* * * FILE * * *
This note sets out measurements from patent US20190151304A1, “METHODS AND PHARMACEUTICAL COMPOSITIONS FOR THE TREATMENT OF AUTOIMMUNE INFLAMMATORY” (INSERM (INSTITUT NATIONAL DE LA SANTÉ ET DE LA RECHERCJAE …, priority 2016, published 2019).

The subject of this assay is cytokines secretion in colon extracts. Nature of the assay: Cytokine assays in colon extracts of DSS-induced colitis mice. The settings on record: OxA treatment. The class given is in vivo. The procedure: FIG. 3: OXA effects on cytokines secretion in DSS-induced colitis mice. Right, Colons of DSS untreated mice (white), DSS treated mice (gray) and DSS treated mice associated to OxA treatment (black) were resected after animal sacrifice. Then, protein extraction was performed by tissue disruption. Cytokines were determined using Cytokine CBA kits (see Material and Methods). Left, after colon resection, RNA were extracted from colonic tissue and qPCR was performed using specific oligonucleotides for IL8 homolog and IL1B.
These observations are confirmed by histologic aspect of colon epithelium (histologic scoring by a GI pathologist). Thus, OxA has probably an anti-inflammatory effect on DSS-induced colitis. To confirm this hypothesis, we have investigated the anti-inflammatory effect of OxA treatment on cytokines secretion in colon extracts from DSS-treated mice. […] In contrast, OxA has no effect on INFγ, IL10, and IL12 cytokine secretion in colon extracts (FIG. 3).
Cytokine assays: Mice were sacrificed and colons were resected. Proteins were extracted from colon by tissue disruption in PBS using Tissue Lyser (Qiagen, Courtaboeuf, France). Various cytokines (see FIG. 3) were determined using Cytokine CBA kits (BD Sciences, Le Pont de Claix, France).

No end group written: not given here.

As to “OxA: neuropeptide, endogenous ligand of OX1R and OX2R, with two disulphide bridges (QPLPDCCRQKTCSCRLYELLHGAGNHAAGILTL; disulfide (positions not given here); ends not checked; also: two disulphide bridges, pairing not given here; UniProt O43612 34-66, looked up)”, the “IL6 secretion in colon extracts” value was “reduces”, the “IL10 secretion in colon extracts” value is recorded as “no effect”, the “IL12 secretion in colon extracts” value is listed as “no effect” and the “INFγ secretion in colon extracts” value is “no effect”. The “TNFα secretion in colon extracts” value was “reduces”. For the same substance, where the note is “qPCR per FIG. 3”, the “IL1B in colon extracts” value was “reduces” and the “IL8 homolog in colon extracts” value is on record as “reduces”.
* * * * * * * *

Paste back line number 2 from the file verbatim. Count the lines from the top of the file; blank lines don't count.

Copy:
The subject of this assay is cytokines secretion in colon extracts. Nature of the assay: Cytokine assays in colon extracts of DSS-induced colitis mice. The settings on record: OxA treatment. The class given is in vivo. The procedure: FIG. 3: OXA effects on cytokines secretion in DSS-induced colitis mice. Right, Colons of DSS untreated mice (white), DSS treated mice (gray) and DSS treated mice associated to OxA treatment (black) were resected after animal sacrifice. Then, protein extraction was performed by tissue disruption. Cytokines were determined using Cytokine CBA kits (see Material and Methods). Left, after colon resection, RNA were extracted from colonic tissue and qPCR was performed using specific oligonucleotides for IL8 homolog and IL1B.